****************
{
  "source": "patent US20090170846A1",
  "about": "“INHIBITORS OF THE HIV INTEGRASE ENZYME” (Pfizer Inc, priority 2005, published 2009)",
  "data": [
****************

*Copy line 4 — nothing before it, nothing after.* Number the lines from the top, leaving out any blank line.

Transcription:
  "data": [